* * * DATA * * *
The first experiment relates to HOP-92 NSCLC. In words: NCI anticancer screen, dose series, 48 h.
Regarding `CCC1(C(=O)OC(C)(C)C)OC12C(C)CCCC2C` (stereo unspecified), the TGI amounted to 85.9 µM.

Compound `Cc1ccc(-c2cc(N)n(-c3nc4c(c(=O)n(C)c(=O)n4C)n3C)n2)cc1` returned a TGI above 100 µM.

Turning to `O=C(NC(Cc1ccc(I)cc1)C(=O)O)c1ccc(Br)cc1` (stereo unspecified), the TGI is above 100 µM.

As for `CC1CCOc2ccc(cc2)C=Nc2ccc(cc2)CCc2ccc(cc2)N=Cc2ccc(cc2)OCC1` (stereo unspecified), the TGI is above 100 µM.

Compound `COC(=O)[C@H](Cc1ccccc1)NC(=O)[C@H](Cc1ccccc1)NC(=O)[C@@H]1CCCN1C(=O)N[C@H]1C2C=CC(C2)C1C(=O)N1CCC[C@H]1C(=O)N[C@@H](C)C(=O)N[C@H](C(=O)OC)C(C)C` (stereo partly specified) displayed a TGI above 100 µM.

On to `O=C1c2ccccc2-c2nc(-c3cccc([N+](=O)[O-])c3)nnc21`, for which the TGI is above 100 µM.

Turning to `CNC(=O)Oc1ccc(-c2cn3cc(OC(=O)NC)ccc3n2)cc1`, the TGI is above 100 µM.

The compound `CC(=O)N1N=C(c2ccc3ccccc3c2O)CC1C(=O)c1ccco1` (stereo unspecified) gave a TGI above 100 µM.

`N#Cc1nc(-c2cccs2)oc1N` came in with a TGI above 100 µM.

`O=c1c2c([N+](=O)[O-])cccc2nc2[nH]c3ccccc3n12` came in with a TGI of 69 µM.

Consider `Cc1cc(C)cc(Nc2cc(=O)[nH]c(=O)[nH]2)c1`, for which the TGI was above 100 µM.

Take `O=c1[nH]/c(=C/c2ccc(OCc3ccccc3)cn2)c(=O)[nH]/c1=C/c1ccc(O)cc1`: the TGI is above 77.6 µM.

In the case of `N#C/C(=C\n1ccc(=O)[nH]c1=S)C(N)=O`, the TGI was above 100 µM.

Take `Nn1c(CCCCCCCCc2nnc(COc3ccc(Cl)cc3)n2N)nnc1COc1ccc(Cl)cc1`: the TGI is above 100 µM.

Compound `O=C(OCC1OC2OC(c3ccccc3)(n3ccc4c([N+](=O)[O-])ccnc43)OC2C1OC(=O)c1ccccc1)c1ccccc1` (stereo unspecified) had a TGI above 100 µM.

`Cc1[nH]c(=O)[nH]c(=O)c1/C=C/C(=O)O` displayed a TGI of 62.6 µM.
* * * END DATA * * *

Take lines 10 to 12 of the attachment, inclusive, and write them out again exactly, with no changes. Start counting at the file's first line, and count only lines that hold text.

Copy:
`N#Cc1nc(-c2cccs2)oc1N` came in with a TGI above 100 µM.

`O=c1c2c([N+](=O)[O-])cccc2nc2[nH]c3ccccc3n12` came in with a TGI of 69 µM.

Consider `Cc1cc(C)cc(Nc2cc(=O)[nH]c(=O)[nH]2)c1`, for which the TGI was above 100 µM.